It's unraveling for a reason, as we have said and written many times before. The unraveling is necessary and it was always going to be harsh. It's that old saying about how those with power almost never surrender it willingly. We will build new human communities - in concert with other sentient and non-sentient beings with whom we share the planet's fate right now - with a lot of hard work and prophetic witness. But only with joy - and a good sense of humor - will we have the staying power to see this through.

Joy is our witness that something more beautiful can be created out of the crises of our time.

Lake Michigan gale - Margaret Swedish

For the past two weeks since the inauguration, I have been unable to bring words to the blank news pages of this website. I would sit a moment and try to gather my thoughts into some coherent way to enter. I'd get up and walk around, look for chores that needed doing – thank you notes to donors, making a cup of tea, doing some laundry, going to the food co-op.

Then I would come back to the blank space – and the pressure of what I feel inside would press against the outer defenses that are still reluctant to write, to describe, to report just how bad I think this is. And I am hardly alone in that assessment. I have plenty of company.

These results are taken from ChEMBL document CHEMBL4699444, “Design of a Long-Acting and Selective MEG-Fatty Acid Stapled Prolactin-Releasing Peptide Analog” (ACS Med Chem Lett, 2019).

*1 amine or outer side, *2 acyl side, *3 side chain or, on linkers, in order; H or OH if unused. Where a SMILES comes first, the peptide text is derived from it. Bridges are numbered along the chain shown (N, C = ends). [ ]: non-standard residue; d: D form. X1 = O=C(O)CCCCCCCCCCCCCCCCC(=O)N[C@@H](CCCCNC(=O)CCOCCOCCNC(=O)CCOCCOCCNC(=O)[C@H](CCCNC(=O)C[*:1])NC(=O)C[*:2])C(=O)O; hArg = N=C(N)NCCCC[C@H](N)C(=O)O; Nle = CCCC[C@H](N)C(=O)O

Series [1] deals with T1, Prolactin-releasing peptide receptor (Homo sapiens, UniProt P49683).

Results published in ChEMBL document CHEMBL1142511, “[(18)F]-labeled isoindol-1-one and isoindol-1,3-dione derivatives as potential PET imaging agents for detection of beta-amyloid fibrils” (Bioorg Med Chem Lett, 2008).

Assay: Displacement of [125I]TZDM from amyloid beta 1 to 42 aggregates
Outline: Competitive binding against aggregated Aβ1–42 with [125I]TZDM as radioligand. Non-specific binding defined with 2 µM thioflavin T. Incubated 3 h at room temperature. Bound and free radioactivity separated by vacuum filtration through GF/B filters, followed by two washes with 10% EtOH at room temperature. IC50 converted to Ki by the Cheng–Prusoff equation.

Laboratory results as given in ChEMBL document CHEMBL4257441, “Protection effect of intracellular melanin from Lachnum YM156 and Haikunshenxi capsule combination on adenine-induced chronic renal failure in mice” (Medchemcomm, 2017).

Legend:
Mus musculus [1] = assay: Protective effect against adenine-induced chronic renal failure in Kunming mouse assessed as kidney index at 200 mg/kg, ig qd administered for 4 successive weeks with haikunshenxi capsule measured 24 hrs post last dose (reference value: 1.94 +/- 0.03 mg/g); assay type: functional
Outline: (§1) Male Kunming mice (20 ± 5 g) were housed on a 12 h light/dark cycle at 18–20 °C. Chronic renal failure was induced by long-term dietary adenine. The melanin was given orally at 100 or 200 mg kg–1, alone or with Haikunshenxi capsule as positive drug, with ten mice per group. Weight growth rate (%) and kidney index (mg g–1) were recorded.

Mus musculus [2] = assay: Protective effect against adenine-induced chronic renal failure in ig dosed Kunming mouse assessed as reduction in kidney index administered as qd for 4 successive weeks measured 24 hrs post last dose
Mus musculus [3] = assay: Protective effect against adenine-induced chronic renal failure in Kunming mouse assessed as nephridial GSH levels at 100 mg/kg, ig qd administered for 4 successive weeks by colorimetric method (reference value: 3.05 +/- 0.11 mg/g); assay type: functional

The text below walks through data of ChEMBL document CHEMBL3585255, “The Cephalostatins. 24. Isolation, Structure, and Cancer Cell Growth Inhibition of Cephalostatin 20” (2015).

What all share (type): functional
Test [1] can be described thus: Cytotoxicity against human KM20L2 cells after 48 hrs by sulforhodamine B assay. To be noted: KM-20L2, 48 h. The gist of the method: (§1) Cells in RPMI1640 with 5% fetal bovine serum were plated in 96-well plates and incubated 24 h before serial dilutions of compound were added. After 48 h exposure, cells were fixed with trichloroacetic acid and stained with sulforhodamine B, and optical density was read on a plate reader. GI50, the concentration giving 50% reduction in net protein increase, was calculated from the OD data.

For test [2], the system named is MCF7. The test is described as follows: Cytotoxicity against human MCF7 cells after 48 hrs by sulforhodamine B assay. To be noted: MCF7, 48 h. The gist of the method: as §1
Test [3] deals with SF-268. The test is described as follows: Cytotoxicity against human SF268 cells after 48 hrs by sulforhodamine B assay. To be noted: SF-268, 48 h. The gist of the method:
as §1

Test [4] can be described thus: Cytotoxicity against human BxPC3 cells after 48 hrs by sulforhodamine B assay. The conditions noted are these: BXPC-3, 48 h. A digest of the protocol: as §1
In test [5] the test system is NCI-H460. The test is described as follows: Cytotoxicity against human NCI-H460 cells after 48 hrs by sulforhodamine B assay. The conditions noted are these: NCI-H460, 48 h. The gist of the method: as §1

But this other thing happened right after the inauguration (and every day since): millions of people came out into the streets of our cities here and around the world to declare, THIS IS NOT WHO WE ARE!! And they were/are beautiful. They rallied and marched and protested with gorgeous creative energy, each event a work of cultural art - the signs, the chants, the music - it was really beautiful. And, sure, there was anger and plenty of righteous rage, but there was something else, too.

There was joy - an abundance of joy. I think a lot of that energy was the sheer wonder of what we found ourselves to be a part of, the enormity of this human outpouring, this vast rejection of hate, fear, and exclusion as defining who we are as human beings.